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Sublime, the

DOI: 10.4324/9780415249126-M040-1
Version: v1,  Published online: 1998
Retrieved June 13, 2024, from

Article Summary

The origin of the term ‘the sublime’ is found in ancient philosophy, where, for example, Longinus linked it with a lofty and elevated use of literary language. In the eighteenth century, the term came into much broader use, when it was applied not only to literature but also to the experience of nature, whereafter it became one of the most hotly debated subjects in the cultural discourse of that age.

The theories of Addison, Burke and Kant are especially significant. Addison developed and extended the Longinian view of the sublime as a mode of elevated self-transcendence, while Burke extended John Dennis’s insight concerning sublimity’s connection with terror and a sense of self-preservation. While Addison and Burke encompassed both art and nature in their approaches, Kant confined the experience of the sublime to our encounters with nature. In his theory, the sublime is defined as a pleasure in the way that nature’s capacity to overwhelm our powers of perception and imagination is contained by and serves to vivify our powers of rational comprehension. It is a distinctive aesthetic experience.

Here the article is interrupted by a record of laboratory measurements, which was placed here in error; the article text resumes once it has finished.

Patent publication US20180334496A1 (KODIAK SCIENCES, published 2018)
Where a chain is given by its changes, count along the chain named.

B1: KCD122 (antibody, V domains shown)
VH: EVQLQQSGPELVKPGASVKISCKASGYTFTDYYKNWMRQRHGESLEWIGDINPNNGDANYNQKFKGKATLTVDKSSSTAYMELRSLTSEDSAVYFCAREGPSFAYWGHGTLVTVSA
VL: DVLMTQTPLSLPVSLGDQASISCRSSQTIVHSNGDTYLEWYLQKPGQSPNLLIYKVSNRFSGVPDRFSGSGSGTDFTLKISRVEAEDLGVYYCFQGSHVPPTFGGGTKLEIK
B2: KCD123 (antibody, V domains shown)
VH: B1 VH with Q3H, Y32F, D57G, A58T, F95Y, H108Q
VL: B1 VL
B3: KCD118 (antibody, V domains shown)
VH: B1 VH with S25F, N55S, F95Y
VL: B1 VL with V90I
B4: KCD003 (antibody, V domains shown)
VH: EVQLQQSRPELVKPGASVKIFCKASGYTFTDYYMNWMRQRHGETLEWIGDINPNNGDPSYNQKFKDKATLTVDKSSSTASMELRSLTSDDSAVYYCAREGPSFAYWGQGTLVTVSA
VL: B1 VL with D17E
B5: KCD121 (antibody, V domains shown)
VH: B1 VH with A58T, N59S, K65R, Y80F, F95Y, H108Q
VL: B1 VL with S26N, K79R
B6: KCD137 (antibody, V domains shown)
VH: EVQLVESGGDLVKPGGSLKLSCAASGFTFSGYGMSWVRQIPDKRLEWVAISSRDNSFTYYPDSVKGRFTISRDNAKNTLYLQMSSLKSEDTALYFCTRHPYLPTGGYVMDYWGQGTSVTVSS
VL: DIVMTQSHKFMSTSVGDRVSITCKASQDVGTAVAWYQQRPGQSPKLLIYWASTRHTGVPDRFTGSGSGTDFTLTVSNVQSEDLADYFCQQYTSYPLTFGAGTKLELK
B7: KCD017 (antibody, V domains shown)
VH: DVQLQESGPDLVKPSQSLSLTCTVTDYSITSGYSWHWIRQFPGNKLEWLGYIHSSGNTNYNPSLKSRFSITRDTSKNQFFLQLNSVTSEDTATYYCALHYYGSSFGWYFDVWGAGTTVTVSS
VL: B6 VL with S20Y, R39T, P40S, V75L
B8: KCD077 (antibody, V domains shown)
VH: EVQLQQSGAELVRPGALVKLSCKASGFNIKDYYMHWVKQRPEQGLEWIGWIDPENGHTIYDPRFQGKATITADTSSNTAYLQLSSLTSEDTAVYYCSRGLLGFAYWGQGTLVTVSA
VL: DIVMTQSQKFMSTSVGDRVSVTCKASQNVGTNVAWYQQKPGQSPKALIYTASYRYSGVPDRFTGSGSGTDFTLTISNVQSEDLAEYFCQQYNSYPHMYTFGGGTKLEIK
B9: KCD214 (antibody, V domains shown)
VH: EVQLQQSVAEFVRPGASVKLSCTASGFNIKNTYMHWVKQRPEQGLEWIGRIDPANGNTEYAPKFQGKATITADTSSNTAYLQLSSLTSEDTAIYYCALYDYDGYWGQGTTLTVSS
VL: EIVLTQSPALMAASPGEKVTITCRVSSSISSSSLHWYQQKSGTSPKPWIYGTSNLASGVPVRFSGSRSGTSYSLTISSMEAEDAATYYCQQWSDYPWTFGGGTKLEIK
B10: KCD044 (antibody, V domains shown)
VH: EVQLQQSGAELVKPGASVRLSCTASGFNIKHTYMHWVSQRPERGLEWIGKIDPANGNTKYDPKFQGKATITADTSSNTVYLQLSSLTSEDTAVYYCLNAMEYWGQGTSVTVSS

In the 1980s and 1990s Kant’s and (to a much lesser extent) Burke’s theories of the sublime became the objects of a massive revival of interest, in the immediate context of a more general discussion of postmodern society. Kant’s theory, for example, has been used by J.-F. Lyotard and others to explain the sensibility – orientated towards the enjoyment of complexity, rapid change and a breakdown of categories – that seems to characterize that society.

Citing this article:
Crowther, Paul. Sublime, the, 1998, doi:10.4324/9780415249126-M040-1. Routledge Encyclopedia of Philosophy, Taylor and Francis,
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